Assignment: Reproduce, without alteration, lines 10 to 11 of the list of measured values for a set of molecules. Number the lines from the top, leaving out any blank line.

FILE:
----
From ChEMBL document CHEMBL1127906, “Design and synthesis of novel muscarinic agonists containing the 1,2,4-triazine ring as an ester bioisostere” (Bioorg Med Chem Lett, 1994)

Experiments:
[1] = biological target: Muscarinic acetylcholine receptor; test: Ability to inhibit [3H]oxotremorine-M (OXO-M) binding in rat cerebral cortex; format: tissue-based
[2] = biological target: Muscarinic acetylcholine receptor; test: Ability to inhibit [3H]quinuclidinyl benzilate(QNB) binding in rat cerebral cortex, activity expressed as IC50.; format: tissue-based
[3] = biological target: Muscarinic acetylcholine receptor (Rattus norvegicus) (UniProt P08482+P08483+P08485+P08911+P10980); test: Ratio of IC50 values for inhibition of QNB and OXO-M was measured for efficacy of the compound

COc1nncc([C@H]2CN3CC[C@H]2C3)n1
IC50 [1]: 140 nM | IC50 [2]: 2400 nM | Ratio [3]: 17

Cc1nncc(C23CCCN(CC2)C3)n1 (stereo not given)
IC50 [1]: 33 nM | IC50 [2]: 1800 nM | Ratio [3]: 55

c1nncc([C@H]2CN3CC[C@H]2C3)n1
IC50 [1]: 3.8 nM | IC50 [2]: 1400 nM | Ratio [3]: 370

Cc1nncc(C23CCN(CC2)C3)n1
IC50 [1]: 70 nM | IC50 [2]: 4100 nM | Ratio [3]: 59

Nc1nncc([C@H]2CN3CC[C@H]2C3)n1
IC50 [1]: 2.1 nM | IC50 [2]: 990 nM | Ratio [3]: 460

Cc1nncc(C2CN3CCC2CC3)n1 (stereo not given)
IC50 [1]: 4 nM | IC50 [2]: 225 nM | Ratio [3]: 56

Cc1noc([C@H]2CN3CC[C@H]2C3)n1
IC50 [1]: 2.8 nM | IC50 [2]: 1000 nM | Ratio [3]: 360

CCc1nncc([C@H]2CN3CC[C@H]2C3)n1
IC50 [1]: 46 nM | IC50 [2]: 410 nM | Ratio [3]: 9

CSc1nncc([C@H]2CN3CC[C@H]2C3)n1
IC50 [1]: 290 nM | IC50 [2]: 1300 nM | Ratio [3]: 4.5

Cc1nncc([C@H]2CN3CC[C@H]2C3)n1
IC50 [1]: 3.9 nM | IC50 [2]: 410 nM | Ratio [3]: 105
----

c1nncc([C@H]2CN3CC[C@H]2C3)n1
IC50 [1]: 3.8 nM | IC50 [2]: 1400 nM | Ratio [3]: 370